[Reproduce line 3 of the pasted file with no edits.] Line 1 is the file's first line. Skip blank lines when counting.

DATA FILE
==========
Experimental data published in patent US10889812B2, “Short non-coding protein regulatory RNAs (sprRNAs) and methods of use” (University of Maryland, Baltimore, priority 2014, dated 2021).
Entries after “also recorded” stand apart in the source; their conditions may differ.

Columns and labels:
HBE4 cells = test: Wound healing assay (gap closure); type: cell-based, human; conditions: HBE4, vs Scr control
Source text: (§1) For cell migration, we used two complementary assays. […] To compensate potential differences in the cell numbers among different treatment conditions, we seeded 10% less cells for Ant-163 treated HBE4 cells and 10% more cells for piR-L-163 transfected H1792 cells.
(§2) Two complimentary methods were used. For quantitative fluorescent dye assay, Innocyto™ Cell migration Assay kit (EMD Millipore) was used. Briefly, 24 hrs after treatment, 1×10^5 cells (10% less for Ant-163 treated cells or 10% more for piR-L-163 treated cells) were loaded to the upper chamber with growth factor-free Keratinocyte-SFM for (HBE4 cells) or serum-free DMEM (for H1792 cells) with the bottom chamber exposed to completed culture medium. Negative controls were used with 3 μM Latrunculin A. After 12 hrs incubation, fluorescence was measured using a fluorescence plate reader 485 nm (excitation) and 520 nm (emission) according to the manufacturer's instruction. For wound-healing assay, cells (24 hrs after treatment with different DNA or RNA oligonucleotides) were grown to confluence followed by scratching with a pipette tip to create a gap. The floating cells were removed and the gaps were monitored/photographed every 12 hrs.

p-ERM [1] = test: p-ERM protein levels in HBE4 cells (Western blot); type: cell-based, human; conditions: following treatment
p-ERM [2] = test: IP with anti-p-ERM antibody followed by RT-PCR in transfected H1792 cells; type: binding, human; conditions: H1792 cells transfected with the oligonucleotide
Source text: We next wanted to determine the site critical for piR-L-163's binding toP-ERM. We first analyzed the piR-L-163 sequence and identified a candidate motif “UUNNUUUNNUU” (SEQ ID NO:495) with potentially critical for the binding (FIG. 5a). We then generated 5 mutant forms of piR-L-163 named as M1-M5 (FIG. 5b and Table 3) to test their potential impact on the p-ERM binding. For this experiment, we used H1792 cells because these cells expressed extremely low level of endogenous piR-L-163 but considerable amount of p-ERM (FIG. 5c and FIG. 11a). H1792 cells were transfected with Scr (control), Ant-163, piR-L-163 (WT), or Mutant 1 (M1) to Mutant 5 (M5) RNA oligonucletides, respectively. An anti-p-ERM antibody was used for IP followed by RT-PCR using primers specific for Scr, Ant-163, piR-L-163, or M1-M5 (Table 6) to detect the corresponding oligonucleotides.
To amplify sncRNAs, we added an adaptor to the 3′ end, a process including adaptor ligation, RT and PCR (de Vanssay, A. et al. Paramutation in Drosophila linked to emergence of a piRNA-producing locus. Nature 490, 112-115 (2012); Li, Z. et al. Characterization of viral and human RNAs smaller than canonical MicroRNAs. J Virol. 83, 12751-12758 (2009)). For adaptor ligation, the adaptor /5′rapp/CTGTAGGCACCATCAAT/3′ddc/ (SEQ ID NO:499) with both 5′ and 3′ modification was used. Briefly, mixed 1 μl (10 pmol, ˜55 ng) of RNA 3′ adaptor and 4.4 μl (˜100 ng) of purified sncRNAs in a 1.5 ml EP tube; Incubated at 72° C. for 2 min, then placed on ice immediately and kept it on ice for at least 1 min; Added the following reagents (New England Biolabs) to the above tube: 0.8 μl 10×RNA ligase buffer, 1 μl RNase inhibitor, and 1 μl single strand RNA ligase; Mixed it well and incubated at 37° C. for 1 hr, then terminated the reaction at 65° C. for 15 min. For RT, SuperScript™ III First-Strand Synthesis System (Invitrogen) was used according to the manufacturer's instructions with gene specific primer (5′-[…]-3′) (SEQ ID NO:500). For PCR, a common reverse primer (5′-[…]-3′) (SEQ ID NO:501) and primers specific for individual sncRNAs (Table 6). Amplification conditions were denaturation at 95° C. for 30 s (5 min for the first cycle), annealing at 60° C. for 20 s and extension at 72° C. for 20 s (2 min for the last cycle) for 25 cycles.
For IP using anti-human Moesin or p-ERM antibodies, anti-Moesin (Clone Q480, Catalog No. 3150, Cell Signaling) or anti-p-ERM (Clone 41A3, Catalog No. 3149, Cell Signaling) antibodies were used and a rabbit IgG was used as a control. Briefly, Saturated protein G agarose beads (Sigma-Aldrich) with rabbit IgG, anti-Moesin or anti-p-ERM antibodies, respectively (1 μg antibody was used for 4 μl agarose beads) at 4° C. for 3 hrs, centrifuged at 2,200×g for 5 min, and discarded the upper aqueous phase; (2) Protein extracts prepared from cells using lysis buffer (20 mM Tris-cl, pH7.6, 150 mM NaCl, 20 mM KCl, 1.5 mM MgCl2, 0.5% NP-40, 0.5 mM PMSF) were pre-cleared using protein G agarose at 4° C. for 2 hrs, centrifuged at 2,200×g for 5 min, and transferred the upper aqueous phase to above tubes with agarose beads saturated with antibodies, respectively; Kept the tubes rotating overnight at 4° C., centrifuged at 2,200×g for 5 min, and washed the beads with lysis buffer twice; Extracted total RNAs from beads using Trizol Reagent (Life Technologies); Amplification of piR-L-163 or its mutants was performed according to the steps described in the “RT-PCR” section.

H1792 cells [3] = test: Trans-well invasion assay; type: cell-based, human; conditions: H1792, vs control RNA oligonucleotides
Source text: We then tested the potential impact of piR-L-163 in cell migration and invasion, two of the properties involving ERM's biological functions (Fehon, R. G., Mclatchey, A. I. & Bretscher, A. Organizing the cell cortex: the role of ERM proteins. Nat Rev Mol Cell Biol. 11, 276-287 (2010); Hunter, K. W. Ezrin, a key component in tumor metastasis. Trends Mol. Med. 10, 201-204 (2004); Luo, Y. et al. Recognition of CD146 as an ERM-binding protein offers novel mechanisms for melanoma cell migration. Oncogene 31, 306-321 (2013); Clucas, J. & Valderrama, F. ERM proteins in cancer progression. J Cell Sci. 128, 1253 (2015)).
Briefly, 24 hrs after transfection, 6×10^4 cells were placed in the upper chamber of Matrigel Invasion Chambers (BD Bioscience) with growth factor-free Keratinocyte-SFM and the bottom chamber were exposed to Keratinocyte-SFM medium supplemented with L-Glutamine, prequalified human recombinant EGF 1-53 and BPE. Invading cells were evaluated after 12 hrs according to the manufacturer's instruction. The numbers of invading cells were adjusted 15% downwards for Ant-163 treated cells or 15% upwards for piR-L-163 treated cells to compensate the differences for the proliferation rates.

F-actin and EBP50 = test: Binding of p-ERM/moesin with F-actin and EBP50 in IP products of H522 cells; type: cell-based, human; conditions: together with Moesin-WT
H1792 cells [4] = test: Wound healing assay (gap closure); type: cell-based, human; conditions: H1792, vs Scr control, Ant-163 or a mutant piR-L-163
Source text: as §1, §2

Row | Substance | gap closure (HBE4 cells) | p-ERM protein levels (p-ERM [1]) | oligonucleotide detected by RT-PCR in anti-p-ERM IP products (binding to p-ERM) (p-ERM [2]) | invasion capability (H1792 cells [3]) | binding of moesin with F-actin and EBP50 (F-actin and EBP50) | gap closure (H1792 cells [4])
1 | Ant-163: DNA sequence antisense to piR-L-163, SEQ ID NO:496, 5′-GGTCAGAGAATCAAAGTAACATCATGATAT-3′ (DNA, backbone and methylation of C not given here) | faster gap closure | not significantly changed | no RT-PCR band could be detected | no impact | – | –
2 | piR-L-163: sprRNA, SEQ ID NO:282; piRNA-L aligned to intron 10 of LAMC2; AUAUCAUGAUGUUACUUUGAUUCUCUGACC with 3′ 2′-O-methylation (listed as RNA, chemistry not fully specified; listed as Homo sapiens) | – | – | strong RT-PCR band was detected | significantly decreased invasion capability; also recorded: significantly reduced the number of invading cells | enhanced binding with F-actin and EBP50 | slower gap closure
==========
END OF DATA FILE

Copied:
Columns and labels: